Congressman Johnson expressed his dissatisfaction with Clinton's answers, saying that her emotional responses were histrionics to avoid answering the questions. He told reporters: "It was theatrics. Again, she didn't want to answer questions so she makes a big show of it. I’m not trying to be obnoxious here, I’m just trying to get the answers I believe the American people deserve to hear. It’s been four months."
Senator John McCain, who had worked with Clinton in the past, began with friendly comments: "It's wonderful to see you in good health and as combative as ever." He focused on UN Ambassador Susan Rice's appearance on a Sunday morning talk show following the attack in which she said the attack was a protest that went out of control.
Clinton defended Rice, saying: "People have accused Ambassador Rice and the administration of misleading Americans... nothing could be further from the truth." She claimed that Rice was speaking "of what had been determined as the most acceptable talking points."
She said it was usual to give public information in situations where the information was still subject to change as new facts emerge. She said: "We get out there, here's what we think happened, it's subject to change.. We did not conclude, finally, that there were no protests at all until days after the attack... Even today, the motivation, the actions before they got onto the compound, is still not nailed down."
Probably the most aggressive criticism came from Senator Rand Paul. Clinton was asked whether she was aware that Chris Stevens has requested increased security at the Consulate some months before the attack. Clinton gave the somewhat awkward response that she does not read all diplomatic cables sent to her office. She said: "I confess, I do not read all the cables that come into the state department."
The Washington Post reports Senator Paul responded that if he were the president he would have fired Clinton after she admitted that she did not read the cables that came from Benghazi.
According to the Daily Mail, he described her role in the affair as a "failure leadership," saying: "I think that ultimately with your leaving, you accept the culpability for the worst tragedy since 9/11, and I really mean that. Had I been president at the time and I found that you did not read the cables from Benghazi, you did not read the cables from Ambassador Stevens, I would have relieved you of your post. It's not satisfactory to me."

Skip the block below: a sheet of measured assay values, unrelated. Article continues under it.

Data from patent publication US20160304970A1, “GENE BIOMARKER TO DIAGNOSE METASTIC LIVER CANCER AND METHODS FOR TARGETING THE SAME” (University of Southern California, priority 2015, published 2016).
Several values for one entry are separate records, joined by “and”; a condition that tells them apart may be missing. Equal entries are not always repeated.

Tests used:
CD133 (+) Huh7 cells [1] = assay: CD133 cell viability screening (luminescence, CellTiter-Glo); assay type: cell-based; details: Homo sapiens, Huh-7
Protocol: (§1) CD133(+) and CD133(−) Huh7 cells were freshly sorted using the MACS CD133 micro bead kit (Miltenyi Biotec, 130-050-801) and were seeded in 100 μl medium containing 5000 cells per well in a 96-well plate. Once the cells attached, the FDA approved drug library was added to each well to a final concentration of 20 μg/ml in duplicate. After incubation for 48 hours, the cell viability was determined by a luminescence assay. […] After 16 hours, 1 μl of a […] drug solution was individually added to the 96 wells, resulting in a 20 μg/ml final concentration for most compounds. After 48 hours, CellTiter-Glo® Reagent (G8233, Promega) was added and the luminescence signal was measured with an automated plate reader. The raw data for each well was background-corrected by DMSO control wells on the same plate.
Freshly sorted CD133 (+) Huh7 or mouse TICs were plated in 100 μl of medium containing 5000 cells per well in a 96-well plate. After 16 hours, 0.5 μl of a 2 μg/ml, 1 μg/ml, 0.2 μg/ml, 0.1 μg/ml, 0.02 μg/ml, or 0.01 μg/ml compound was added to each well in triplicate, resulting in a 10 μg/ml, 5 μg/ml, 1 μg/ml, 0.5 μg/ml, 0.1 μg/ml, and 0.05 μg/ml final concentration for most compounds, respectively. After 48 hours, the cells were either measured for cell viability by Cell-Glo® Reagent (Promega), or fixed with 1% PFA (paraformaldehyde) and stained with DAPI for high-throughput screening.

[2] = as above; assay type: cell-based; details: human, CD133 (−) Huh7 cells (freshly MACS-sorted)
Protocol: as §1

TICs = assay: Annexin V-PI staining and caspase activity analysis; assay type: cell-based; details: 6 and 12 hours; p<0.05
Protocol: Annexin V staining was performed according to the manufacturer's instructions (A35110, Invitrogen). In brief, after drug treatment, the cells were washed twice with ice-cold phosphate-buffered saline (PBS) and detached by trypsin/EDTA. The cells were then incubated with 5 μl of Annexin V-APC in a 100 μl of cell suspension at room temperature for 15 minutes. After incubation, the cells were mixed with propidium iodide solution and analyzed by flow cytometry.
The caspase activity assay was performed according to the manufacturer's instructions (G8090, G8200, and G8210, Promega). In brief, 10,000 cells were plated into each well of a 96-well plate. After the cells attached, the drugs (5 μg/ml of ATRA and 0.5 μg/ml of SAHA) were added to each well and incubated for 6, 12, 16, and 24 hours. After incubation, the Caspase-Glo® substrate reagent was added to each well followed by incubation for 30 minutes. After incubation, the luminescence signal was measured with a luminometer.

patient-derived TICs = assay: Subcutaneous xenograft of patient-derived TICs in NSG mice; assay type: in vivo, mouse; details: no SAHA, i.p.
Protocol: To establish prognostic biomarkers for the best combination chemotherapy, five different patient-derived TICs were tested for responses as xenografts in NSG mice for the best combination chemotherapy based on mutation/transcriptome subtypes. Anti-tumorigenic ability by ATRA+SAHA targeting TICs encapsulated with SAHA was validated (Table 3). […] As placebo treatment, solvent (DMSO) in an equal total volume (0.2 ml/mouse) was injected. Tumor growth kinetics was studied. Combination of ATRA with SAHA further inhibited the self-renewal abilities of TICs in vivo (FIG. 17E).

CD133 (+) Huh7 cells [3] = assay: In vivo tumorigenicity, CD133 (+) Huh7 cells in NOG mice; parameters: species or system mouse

The confrontation with Senator Paul was significant because like Clinton, he is a potential strong candidate in 2016 and this may well be the first firing of shots between the two in preparation for 2016.
Clinton concluded, saying her department was working to implement recommendations of the review board that faulted the department. She said the department was giving special attention to high-risk diplomatic posts. She said: "Make no mistake about it, we have got to have a better strategy."
According to CNN, she summarized her justification of the State Department's response, saying: "If you wish to fault the administration, it’s that we didn't have a clear picture, and we probably didn't do as clear a job explaining that we did not have a clear picture, until days later, creating what I think are legitimate questions."
However, she said the response was "timely and exceptional" and that it "saved many American lives."
CNN reports she emphasized that the security situation in North Africa and the Middle East, after the Arab Spring, was threatening. According to CNN, she said: "The Arab Spring has ushered in a time when al Qaeda is on the rise. The world in many ways is even more dangerous because we lack a central command [in al Qaeda] and have instead these nodes that are scattered throughout North Africa and other places.”
She expressed concern about Mali, noting that Tuareg militia (who had fought for Gadhaffi) and al Qaeda in the Islamic Maghreb (AQIM) were converging in the area. She said, "We cannot permit northern Mali to become a safe haven."
She insisted that the US is facing threats that are very complex, but reminded her audience : "We should never forget that our security professionals get it right more than 99 per cent of the time."